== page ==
Why do you need situational awareness in today’s world? Situational awareness is the foundation of your personal safety protocols. It focuses on being perceptive and paying attention to your environment at all times, observing both the glaringly obvious and the tiniest details at the same time. Knowing what is going on around you is critical for conflict avoidance; giving you time to react proactively if there are potential threats coming your way. It is also “Sheepdog” mentality 101: it helps you see if others are in danger so you can go to their rescue or call for help.

Imagine being in this scenario:

Child Abduction Video

You are out at a restaurant and go to the bathroom. A woman is in the hall holding her baby and she asks you, a MAN, if you can help her change her baby. You say you can’t, but you will go get your wife to help her. You think to yourself that this is a very odd question from a woman, but you instantly go find your wife to help her. Your wife goes to the restroom and the woman and her baby are not there.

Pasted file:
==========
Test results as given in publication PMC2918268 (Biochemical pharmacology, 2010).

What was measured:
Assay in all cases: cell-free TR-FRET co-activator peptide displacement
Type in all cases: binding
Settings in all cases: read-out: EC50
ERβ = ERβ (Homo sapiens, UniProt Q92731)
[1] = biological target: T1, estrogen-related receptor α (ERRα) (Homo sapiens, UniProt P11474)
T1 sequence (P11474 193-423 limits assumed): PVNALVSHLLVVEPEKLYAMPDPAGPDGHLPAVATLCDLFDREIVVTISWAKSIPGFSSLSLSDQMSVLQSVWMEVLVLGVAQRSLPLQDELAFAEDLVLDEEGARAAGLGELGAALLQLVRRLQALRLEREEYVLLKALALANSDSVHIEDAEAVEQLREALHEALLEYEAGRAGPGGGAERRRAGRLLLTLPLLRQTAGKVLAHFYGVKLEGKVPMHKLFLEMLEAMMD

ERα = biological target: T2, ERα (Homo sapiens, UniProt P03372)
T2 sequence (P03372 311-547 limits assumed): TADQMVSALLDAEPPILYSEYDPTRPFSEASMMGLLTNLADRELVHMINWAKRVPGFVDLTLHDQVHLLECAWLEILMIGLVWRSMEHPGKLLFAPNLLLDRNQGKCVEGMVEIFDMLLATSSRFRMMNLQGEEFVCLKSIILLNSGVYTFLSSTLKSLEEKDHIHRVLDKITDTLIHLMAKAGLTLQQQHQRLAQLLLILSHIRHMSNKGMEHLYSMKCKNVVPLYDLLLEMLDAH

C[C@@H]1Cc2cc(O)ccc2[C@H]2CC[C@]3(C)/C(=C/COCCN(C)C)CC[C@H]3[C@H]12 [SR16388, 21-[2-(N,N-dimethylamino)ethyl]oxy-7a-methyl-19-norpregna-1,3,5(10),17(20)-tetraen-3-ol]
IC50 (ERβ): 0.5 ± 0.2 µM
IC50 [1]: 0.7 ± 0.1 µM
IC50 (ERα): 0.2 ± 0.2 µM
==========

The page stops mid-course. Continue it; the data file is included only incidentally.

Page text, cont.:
What thoughts are going through your mind right now?

Why would a woman ask a complete stranger, that is a man, to help change her baby’s diaper? This is quite an unusual request.

Is this her code word for someone that is supposed to take the baby?

This is a true story.


Clearly something is not right in this scenario. It is an abnormal and unusual request from a mother to ask a strange man for assistance with something as simple as a diaper change. The baby was not crying or distressed. Comment below on what you think this interaction was really about. Do you think the man should have called the police? Do you think she was selling a baby or could this have been human trafficking?